Keyvan Rahimian, an Iranian Baha’i in Tehran – who was arrested on July 18, and for the second time in his life – was just 16 years old when in 1983 he saw up close the brutal persecution by Iran’s government of the Baha’i religious minority.
Agents of the Islamic Revolutionary Guard Corps (IRGC) charged into his home that day, four decades ago, to take his father Rahim away.
“I was studying algebra when the bell rang and four men raided our house,” Keyvan later wrote in a letter to his daughter, Jina. “One of them brought his right fist to my chin, and asked me, ‘Where is the Baha’i National Assembly’s stamp? Are you going to tell me? Or should I smash your face?’ My knees were trembling with fear. I told him that I didn’t know. My father immediately rushed into the room, and said, ‘Don’t touch him! If you have any questions, ask me.’”
The chilling testimony was first shared in the 2014 film To Light a Candle, produced by IranWire founder and editor-in-chief Maziar Bahari, which exposed the persecution of the Baha’is in Iran through the story of Keyvan and his family as well as through the creation of the Baha’i Institute for Higher Education.
Keyvan’s father Rahim was arrested, held in Tehran’s Evin Prison, interrogated, tied to a bench, and whipped and beaten. One of his arms and his teeth were broken. A letter by a fellow inmate smuggled out of the prison said that he was thrown down the hallway after being tortured, “could hardly breath” and that “his feet were bloody and swollen…he was in such pain that a convulsion shook all his body.” His feet were so damaged that the bleeding did not stop and Rahim could no longer walk.
Keyvan was in his final years of high school during his father’s imprisonment. He managed to complete his education – though as a Baha’i he was barred from entering university. He worked in a photography studio, striving also to help support the family, in his father’s absence, and became a professional photographer. But in 1983 the Iranian authorities confiscated the Rahimian home and evicted the family.
And then in March 1984, a few months after Keyvan’s father had been arrested, the Iranian authorities executed him.
Eighteen years later, in 1998, Keyvan began studying at the Baha’i Institute for Higher Education, established by the Baha’is to serve young members of their community barred from studying. Keyvan began his own higher education when he was 33 years old, studying educational psychology, and in 2009 he took his masters degree.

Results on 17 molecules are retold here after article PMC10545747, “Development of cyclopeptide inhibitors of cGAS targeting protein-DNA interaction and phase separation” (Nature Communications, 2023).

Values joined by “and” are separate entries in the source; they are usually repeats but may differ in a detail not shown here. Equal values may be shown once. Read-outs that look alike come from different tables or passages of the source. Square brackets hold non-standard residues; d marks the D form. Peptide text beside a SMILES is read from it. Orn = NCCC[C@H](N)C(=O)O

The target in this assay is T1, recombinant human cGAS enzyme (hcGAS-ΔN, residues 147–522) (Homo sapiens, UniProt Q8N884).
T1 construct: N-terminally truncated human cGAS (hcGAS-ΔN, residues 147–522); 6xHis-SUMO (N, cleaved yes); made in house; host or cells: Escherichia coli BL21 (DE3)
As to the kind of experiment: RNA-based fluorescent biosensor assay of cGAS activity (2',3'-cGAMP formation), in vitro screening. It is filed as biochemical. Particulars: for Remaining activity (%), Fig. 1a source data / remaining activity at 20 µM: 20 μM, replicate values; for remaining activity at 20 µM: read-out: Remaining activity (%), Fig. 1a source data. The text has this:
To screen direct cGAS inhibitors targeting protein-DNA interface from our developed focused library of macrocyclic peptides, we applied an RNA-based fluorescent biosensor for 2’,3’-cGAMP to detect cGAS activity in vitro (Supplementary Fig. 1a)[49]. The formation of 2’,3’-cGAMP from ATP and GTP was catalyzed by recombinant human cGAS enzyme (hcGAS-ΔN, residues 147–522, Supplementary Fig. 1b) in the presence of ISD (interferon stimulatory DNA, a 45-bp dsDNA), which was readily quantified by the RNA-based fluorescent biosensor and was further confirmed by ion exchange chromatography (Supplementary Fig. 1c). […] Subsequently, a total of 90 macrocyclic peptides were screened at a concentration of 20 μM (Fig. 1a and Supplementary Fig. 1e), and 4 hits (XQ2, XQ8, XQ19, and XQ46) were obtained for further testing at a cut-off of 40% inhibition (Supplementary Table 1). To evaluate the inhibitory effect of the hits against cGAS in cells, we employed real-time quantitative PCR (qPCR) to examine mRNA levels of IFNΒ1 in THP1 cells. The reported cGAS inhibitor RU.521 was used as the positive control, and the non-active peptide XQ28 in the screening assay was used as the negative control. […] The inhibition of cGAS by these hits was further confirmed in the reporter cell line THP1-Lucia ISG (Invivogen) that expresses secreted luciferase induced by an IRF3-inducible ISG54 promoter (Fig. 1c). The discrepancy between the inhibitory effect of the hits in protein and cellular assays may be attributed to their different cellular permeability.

Keyvan also married during these years: in 2000 he and his wife Fereshteh welcomed their daughter Jina into the world.
Keyvan and his brother, Kamran, who had been able to study in Canada, had an opportunity to leave Iran to resettle in Canada or the United States. But they chose to stay in Iran and in a system that had murdered their father, stolen their home and denied them a chance to study like other Iranian youth. Part of their decision to stay was motivated by the desire to teach young people at the Baha’i Institute for Higher Education – the same informal university that had given them a chance to learn.
“I asked my wife, Fereshteh, if we had the right to make a decision for Jina and stay in Iran,” one of Keyvan’s letters says in To Light a Candle. “We’ve made the choice, and we are proud of it. But I fear Jina will question us about our decision in the future, and ask, ‘Why did you make such a decision for me?’”
And indeed, in 2011, after Keyvan received a call from the Iranian authorities, 11-year-old Jina asked him who had been on the other end of the line.
“When I told her that I had to go to prison, she started to cry. ‘Why do you have to go? Why does our family have to suffer again? Why don’t you just escape?’ I didn’t know what to say. I just held her hand, and stroked her hair, while she pressed her head against my chest and continued to cry.”
Keyvan spent five years in prison. His wife Fereshteh died from cancer. And now, during a prolonged new crackdown by the Iranian authorities against the Baha’is, he is the latest victim to be rounded up again and to be jailed again, not for being a criminal, but for being a teacher of young people and a believer in the Baha’i faith.
Keyvan is 58 years old now, and Jina is 23; for all their lives, since before their lives, they have been persecuted by the Islamic Republic for their beliefs. But Keyvan’s words make it clear that he does not see himself as a victim.
In a moving passage from his letters, shared in the closing moments of To Light a Candle, Keyvan says, “I am sorry and sad that, in my country, instead of using the knowledge and experience of people like me, we are accused of endangering the security of the nation. Islamic Republic officials know better than I do that injustice will not last forever – and that God Almighty will judge all of us by how just we have been in our lives. I, like my brother Kamran, repeat that I am happy with all the choices that I have made in my life. I hope that the sufferings of my family can help the causes of freedom, justice and progress in our country.”